Surgical site infection: poor compliance with guidelines and care bundles


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Abstract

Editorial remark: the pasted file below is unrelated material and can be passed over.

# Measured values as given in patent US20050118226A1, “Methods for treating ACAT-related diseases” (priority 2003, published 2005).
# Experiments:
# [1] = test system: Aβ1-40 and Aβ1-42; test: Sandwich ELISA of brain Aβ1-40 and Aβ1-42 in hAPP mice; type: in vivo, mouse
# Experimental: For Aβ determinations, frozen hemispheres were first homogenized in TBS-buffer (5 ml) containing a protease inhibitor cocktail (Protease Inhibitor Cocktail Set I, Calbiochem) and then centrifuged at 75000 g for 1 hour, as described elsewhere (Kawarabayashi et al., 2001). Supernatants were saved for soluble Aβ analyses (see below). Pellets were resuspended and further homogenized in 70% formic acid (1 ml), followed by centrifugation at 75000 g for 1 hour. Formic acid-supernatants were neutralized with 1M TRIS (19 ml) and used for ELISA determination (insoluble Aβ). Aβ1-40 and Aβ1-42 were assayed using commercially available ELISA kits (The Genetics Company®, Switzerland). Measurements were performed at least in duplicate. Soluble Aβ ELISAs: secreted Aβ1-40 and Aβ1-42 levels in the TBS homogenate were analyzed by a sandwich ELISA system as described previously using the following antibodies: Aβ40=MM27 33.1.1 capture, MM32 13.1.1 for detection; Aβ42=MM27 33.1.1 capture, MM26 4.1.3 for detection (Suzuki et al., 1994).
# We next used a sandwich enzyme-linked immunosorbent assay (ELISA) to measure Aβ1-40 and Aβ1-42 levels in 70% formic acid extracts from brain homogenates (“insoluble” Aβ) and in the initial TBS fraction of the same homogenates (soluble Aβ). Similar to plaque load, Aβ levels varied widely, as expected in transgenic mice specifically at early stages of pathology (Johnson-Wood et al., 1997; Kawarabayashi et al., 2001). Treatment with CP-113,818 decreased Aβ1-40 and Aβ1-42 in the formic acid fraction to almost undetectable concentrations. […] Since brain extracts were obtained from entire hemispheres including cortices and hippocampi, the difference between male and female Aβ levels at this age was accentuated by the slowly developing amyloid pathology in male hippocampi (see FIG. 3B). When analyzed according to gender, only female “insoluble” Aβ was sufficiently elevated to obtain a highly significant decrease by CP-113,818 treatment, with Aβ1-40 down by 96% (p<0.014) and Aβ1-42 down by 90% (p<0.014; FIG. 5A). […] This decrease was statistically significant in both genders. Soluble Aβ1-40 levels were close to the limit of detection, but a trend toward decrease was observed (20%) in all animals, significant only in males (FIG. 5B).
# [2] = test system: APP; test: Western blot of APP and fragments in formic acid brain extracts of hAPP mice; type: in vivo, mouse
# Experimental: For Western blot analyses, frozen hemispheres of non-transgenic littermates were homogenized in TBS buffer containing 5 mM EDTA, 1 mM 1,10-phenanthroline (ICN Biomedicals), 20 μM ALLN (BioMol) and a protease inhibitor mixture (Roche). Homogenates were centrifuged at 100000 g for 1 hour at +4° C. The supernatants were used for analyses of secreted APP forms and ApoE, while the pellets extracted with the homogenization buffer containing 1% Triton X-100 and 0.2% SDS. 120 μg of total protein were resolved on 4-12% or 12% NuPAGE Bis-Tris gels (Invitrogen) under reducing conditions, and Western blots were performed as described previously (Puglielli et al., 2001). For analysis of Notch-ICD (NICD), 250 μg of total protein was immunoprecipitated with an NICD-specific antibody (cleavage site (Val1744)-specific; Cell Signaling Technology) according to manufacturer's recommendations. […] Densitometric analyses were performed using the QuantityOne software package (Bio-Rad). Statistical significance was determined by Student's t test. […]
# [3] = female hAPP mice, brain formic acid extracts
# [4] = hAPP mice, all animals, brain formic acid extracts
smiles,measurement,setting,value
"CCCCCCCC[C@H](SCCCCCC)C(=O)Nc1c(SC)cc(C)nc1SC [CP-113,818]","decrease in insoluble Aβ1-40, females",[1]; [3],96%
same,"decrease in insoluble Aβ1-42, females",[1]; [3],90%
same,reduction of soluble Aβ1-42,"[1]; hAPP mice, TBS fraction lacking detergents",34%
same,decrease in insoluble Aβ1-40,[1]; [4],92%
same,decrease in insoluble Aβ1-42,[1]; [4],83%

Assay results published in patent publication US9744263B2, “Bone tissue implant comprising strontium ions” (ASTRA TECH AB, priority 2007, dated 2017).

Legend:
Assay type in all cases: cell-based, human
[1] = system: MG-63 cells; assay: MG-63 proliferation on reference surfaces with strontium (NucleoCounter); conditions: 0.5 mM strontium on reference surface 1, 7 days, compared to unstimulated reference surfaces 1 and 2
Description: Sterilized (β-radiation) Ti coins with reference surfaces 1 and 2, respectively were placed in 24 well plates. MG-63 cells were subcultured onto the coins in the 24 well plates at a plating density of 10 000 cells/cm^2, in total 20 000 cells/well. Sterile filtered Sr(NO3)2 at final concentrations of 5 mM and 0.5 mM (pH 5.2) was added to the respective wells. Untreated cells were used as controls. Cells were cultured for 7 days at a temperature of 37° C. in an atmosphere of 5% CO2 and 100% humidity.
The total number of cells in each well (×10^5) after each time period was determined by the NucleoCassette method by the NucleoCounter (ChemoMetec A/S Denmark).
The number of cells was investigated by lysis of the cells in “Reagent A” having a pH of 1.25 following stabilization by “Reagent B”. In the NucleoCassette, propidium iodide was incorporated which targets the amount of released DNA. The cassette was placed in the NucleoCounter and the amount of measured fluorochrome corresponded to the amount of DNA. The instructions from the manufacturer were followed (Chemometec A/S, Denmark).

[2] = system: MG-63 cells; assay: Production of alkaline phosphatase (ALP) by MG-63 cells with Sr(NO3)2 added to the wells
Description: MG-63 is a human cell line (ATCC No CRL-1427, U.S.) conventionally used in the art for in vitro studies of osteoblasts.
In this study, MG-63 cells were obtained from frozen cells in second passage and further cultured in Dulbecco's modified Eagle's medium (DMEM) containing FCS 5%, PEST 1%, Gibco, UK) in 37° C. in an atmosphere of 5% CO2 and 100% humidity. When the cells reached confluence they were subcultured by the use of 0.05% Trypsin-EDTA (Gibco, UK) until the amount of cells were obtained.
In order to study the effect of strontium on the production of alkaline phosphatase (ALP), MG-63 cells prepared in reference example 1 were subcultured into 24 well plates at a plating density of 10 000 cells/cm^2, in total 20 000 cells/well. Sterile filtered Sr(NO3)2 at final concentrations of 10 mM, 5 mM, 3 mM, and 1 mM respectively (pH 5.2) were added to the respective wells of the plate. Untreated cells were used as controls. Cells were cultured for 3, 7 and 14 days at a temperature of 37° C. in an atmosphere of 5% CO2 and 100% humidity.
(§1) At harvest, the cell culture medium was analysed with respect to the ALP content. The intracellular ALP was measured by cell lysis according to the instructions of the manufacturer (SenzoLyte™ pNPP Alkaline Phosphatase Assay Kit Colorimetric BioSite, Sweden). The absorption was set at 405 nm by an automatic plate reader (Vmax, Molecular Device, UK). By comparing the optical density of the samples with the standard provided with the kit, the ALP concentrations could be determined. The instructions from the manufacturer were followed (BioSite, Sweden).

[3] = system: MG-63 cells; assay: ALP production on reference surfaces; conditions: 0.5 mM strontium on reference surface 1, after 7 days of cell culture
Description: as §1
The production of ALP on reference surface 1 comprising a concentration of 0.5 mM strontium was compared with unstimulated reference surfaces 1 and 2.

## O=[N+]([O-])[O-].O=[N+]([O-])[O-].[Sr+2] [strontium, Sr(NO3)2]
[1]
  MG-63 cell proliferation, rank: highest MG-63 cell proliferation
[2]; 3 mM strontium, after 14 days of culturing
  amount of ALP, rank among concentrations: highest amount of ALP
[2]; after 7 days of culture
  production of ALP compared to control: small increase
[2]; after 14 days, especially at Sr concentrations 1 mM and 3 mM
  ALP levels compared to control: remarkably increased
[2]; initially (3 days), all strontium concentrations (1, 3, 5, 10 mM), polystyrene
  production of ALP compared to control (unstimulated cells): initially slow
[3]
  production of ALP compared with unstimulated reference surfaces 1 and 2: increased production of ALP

Surgical site infections (SSIs) are probably the most preventable of the health care-associated infections. Despite the widespread international introduction of level I evidence-based guidelines for the prevention of SSIs, such as that of the National Institute for Clinical Excellence (NICE) in the UK and the surgical care improvement project (SCIP) of the USA, SSI rates have not measurably fallen. The care bundle approach is an accepted method of packaging best, evidence-based measures into routine care for all patients and, common to many guidelines for the prevention of SSI, includes methods for preoperative removal of hair (where appropriate), rational antibiotic prophylaxis, avoidance of perioperative hypothermia, management of perioperative blood glucose and effective skin preparation. Reasons for poor compliance with care bundles are not clear and have not matched the wide uptake and perceived benefit of the WHO ‘Safe Surgery Saves Lives’ checklist. Recommendations include the need for further research and continuous updating of guidelines; comprehensive surveillance, using validated definitions that facilitate benchmarking of anonymised surgeon-specific SSI rates; assurance that incorporation of checklists and care bundles has taken place; the development of effective communication strategies for all health care providers and those who commission services and comprehensive information for patients.

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